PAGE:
For a long time he sat, motionless, silent, weighing every breath, watching the rain begin to fall and splash against the windows. For a long time I watched him, and the silence stretched out between us in long slow minutes.

Then he turned, as if he’d just remembered where he was, and looked straight at me. His eyes were wide and haunted, and a scar beneath the good one was bleeding. When he spoke it seemed the sound came from somewhere dark and far away.

We should get going”, he said, “They’re here”.



The second is a piece written in response to a photograph taken by Claudia Sartori:


The Gates


The Gates of Hell

‘Open the Gates at Dawn’ the memo said. So we did. There’s a lot more to opening a portal than you might think, there are rules to be adhered to, rituals to perform, things to be chanted. It took a while.

The thing is, we hadn’t told anyone, and so the volume of bodies wasn’t as large as He had expected. Well, the sun was out that day, and shone warm and bright on the earth, and melted some human hearts so that they were less inclined to do anything to offend the other guy. The Boss wasn’t best pleased.

Of course, those were the days before Twitter and Facebook, days of good old fire and brimstone, and raining down curses on humanity just because you could. Now a body has to wait for the broadband to kick in, or stand in the chimney until the signal finds them.

I think we all secretly miss the old burning memos, the comforting smell of sulphur, the singed fingertips, though of course nobody here would freely admit it. It’s true we may not reach as many souls by doing things in the traditional manner, but at least we didn’t need to pay attention to something called ‘Netiquette”!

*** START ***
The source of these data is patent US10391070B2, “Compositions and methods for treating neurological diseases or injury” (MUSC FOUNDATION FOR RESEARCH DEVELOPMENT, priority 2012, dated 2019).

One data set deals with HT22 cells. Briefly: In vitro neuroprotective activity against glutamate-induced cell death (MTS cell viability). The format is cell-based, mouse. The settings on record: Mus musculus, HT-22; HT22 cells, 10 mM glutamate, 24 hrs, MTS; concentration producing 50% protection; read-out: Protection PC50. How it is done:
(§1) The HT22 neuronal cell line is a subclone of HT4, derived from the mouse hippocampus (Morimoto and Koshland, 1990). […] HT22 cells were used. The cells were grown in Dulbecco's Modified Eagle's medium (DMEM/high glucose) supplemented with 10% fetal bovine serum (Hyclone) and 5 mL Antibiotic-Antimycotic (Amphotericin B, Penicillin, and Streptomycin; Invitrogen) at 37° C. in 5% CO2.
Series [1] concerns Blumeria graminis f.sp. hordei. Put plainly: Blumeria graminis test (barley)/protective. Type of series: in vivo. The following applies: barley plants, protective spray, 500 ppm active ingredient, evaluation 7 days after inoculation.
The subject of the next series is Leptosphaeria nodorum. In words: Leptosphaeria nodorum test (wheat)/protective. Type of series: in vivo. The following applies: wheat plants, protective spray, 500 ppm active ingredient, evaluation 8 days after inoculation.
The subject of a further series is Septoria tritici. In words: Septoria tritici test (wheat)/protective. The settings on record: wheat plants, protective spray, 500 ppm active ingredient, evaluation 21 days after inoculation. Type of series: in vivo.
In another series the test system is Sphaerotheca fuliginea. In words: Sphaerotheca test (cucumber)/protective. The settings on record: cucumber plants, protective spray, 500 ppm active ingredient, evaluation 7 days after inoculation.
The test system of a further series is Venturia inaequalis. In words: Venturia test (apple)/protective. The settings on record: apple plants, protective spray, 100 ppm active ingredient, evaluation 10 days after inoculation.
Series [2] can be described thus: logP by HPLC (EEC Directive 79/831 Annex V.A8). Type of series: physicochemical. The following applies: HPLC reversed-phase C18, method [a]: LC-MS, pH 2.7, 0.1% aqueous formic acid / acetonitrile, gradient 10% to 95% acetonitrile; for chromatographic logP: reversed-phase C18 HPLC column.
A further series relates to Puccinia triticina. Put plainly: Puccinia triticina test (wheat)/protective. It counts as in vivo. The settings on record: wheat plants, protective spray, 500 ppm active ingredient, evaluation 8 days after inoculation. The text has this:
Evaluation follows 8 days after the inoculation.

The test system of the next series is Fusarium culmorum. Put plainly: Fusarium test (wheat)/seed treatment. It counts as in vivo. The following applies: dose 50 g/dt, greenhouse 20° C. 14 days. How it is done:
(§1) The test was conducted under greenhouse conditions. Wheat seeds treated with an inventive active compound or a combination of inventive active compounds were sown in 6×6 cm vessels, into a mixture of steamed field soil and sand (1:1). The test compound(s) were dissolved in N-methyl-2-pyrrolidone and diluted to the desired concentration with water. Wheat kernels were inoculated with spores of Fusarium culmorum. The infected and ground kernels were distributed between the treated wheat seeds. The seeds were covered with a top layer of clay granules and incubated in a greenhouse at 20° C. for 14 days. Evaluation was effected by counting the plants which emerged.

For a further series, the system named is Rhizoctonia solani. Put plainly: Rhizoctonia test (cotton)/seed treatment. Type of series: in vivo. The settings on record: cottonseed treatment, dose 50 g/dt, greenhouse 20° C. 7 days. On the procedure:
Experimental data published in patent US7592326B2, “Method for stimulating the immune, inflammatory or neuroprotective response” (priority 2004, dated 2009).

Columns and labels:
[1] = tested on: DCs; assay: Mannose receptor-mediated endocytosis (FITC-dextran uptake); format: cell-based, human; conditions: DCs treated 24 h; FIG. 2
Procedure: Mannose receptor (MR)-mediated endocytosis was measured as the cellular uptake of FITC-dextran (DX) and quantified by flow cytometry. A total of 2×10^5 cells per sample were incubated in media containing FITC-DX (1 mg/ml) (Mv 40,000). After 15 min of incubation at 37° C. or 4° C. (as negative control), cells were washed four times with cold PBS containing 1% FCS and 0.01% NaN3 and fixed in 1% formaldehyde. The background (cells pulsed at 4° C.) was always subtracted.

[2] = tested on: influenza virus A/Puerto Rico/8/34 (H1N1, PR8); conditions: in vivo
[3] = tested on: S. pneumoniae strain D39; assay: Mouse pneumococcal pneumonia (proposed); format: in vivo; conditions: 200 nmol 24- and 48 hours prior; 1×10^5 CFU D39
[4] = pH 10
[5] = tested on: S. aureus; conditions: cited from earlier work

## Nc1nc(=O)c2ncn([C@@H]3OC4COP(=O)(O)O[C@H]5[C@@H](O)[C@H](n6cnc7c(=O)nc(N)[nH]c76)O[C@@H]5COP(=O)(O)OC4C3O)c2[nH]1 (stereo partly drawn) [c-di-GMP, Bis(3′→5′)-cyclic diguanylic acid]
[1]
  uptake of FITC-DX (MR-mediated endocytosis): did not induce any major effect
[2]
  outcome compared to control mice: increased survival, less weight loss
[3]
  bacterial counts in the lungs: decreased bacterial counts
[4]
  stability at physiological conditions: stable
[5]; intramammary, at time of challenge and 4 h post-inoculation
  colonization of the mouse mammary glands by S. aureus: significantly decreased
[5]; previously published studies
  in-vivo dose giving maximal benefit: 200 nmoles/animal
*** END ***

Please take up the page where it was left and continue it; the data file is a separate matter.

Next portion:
This is number 3: A painting by Aodhan Rilke of Horatio Nelson’s head (from the statue).

Nelson's Head

Nelson’s Head

Kiss me, Hardy!

Die well lads!
Glory tastes of brandy and camphor
in a small wooden cask
on smooth seas
for the last trip home.

Good name lives on in stone
on dry land
and a deathmask of charcoal.
Die well, England demands.



Finally, there’s this – a photo taken by Bree D’Oh of a sculpture in the Lee Fields

Dinosaurs in the Mist

Dinosaurs in the mists

Dinosaur in the Mist

“It’s what happens to metal things when it rains”, he said, “and don’t be a baby now, it’s not alive, it won’t harm you”. Jane was six. She knew things. She peered through the raindrops on her glasses at the metal monster, studying the red rash that the rain had caused. Today was Saturday, and she spent Saturdays with Dad. Sometimes she didn’t really want to, because they always went to places like this park, and they were always climbing things. Today she wanted to be at home out of the rain instead. It was cold. Dad got angry if she said she wanted to go home, angry in a way that he said nothing, just turned the car radio up. She had learned to smile instead.